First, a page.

Why doesn't my child always look me?
Making the right amount of eye contact is a subtle skill which most children absorb from their interactions with those around them. However, some children struggle to develop the right balance of eye contact for communication. They may not realise that they can communicate with you by looking at you or that there are things to learn by looking at your face.
How can I help?
- Eye contact should not be taught, but can be encouraged. The main thing is not to force it or ask for it. Children, who are constantly told “Look at me” may end up staring at you excessively because they don't understand the unwritten social "rules" of eye contact!
- Allow eye contact to happen naturally. Position yourself in front of your child in the line of vision.
- Sit opposite your child to share a book, play a game or do a puzzle. Make sure your eyes are at a similar level which may mean sitting on the floor.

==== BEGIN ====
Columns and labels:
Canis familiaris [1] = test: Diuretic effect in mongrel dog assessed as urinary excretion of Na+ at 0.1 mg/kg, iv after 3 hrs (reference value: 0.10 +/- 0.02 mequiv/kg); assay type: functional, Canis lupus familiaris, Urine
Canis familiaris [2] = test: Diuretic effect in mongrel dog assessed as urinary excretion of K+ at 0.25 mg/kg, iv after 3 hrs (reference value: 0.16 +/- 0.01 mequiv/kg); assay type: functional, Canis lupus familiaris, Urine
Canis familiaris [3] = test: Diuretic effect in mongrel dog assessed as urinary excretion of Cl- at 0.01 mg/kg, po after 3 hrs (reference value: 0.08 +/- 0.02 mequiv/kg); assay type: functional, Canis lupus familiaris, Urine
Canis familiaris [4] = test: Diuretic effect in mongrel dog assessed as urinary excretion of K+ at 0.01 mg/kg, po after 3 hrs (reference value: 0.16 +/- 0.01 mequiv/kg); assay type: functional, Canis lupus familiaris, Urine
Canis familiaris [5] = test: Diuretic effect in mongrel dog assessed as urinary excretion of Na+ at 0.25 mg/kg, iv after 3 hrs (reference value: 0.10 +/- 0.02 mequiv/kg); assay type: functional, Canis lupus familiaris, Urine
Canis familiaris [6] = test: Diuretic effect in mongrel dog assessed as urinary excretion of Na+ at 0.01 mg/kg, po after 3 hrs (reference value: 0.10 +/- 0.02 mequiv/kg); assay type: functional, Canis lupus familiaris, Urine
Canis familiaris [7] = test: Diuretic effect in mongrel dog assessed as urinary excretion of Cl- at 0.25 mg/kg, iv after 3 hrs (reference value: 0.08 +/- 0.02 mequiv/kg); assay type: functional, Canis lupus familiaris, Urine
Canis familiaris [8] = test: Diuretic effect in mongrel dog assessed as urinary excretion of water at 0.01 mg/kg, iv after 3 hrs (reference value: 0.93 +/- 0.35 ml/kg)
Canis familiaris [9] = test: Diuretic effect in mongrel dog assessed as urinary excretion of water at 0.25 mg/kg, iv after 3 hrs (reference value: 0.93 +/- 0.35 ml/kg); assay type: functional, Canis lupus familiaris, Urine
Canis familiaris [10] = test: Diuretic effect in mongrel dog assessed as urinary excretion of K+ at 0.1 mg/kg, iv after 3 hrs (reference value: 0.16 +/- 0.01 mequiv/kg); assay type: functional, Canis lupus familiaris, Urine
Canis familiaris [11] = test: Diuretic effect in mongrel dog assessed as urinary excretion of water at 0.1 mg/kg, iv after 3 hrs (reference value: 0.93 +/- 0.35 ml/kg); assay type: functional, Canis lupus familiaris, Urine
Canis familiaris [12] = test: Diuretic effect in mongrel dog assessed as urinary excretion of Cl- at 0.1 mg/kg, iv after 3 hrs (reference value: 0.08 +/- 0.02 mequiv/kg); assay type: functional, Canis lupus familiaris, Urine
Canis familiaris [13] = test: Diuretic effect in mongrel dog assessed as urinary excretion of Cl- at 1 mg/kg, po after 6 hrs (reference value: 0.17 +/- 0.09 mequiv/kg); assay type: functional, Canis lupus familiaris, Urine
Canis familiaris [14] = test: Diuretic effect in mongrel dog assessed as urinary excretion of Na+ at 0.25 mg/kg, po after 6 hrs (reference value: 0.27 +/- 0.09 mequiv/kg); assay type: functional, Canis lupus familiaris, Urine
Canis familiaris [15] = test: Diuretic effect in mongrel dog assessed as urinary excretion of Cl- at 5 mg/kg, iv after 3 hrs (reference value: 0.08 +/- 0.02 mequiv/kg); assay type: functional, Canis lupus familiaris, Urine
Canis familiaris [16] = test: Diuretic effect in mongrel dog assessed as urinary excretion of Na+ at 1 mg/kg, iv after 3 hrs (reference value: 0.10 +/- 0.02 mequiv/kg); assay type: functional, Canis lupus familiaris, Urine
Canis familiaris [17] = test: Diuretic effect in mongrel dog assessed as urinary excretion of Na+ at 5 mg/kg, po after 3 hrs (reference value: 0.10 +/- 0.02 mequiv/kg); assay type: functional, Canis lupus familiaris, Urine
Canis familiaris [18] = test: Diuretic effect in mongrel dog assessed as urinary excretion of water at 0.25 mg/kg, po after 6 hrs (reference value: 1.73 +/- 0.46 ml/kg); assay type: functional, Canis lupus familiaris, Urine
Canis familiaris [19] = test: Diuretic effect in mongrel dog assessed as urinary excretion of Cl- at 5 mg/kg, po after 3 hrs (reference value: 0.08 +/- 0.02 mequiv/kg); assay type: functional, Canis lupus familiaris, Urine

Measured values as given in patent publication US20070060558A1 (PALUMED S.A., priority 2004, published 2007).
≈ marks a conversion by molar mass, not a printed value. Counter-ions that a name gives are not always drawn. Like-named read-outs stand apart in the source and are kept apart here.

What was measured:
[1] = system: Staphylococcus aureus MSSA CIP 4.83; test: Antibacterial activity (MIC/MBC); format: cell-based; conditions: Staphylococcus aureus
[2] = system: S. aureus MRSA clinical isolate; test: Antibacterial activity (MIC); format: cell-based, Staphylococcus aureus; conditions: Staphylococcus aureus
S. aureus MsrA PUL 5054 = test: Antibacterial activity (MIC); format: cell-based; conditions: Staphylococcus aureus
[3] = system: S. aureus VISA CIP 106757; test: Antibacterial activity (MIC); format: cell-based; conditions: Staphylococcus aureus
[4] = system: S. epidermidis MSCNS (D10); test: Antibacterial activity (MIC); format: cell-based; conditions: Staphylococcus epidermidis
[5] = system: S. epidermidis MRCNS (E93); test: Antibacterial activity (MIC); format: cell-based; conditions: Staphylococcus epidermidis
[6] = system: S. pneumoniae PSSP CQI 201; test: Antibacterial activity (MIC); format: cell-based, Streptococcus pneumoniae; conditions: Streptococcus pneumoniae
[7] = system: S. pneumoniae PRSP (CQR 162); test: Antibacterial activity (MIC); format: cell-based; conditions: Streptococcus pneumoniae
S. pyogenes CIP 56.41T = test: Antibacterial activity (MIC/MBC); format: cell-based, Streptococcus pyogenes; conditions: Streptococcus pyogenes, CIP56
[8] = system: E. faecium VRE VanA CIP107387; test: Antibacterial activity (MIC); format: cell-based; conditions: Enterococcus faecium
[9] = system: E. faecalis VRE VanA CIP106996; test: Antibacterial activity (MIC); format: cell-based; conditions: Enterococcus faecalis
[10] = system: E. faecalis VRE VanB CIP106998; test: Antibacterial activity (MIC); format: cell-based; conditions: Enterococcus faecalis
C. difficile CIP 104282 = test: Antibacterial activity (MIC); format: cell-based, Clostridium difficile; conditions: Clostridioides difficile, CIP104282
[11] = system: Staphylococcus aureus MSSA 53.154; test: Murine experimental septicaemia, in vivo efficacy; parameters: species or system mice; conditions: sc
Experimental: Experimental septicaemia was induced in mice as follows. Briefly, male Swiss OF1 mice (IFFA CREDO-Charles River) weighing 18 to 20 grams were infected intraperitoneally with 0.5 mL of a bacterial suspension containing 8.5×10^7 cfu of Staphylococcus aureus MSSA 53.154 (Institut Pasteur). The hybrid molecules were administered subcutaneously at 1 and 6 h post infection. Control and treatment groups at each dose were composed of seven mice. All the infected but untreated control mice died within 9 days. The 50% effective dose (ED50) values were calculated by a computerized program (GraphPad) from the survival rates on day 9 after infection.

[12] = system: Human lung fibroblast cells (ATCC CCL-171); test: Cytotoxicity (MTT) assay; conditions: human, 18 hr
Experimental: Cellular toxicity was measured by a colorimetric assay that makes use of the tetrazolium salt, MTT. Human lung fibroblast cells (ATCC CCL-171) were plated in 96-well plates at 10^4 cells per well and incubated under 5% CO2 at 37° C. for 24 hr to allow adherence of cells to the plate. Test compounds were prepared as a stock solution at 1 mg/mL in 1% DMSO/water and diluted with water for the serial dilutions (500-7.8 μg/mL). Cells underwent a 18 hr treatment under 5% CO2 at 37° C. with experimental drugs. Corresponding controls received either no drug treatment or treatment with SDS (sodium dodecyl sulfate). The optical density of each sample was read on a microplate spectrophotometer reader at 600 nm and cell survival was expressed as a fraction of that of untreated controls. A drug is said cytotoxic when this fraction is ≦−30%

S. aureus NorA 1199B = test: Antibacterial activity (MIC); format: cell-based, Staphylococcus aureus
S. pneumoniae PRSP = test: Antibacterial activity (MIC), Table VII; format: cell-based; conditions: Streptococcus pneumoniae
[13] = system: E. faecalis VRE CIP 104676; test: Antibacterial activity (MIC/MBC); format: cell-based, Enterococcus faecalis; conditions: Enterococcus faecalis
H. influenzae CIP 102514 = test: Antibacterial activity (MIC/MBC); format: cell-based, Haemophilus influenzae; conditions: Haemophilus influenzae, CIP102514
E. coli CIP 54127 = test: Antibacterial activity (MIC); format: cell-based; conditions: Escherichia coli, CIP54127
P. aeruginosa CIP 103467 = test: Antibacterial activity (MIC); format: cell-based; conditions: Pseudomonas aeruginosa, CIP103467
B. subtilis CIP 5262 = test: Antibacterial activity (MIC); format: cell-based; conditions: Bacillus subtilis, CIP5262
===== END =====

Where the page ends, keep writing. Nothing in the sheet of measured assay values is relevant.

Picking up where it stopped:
- An important factor for encouraging natural eye contact is for the child to be motivated and engaged with you and enjoying the activity.
- Choose an activity that your child is interested in, such as blowing bubbles, or balloons or turning a spinning top. Wait for the child to glance up from the toy to look at you.
- If your child does not look at you, lift the toy or object in front of your face momentarily to get “near eye contact”
- Try tickling games, bouncing on the bed, peekaboo, chasing, or hide and seek, which are often great ways to gain your child’s natural eye contact. Pause at the end of the game to see if your child will look at you again.
- Singing is usually very motivating for children and they often make their best eye contact with you when you sing action songs together.
- Don’t be too concerned if eye contact comes and goes. The aim is for your child’s verbal and non-verbal communication to work together as a whole and eye contact is just one small part of communication.
- Be aware of forward facing buggies, travelling in the car and using mobile phones, which will inhibit your eye contact with your child.